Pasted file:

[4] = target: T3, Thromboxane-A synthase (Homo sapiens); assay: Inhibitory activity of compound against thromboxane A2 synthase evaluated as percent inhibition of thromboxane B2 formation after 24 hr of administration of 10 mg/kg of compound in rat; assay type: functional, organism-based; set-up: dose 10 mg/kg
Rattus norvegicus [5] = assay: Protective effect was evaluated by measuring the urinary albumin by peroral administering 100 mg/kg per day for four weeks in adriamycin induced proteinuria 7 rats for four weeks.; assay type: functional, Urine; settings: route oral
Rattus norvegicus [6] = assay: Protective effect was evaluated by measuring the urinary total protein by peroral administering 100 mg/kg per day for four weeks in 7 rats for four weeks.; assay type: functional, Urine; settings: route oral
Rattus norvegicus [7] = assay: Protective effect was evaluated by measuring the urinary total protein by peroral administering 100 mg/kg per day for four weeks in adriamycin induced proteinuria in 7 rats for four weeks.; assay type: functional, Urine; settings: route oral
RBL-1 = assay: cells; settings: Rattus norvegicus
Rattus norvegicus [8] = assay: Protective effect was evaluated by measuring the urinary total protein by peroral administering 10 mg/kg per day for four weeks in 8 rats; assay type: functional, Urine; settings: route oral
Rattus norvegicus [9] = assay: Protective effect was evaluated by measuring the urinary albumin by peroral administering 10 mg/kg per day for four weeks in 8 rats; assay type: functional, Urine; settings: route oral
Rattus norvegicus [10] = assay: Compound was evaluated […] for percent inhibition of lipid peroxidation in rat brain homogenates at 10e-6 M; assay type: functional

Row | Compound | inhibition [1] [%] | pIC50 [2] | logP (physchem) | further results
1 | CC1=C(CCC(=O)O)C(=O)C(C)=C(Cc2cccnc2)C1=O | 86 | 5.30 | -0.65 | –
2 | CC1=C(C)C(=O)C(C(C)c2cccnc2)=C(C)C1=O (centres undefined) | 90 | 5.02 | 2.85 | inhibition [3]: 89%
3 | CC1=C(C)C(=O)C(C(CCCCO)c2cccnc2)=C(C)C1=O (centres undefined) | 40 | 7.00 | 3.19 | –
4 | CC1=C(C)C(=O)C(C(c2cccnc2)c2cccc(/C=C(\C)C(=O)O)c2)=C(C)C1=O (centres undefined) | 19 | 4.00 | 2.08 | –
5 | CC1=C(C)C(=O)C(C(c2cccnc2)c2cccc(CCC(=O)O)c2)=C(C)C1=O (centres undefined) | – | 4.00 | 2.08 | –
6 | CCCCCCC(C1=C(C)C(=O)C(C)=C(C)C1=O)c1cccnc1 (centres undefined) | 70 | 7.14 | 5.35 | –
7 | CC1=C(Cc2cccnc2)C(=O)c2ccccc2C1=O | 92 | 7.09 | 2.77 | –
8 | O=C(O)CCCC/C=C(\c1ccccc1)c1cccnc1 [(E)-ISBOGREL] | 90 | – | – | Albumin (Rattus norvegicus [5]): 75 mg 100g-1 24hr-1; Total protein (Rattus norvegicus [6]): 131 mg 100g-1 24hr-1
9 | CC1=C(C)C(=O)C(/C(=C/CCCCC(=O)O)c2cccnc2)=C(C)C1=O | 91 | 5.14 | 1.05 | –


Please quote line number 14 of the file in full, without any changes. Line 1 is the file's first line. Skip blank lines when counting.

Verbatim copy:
5 | CC1=C(C)C(=O)C(C(c2cccnc2)c2cccc(CCC(=O)O)c2)=C(C)C1=O (centres undefined) | – | 4.00 | 2.08 | –